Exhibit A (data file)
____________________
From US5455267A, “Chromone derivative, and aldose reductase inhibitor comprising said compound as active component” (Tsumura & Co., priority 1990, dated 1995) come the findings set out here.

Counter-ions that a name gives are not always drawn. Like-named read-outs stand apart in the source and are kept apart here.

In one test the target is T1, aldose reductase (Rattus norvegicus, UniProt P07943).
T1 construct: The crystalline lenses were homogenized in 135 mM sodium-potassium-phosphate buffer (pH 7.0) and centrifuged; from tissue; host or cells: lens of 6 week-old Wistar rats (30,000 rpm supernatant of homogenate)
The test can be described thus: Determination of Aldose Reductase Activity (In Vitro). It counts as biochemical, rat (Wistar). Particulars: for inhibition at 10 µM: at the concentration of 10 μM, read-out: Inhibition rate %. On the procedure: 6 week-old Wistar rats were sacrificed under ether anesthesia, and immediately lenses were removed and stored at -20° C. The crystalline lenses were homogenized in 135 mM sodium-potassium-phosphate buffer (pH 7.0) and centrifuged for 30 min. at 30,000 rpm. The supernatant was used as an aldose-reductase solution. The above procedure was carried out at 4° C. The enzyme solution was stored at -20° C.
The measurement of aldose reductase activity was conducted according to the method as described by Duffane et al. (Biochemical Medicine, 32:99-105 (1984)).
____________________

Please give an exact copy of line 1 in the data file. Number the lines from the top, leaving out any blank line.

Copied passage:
From US5455267A, “Chromone derivative, and aldose reductase inhibitor comprising said compound as active component” (Tsumura & Co., priority 1990, dated 1995) come the findings set out here.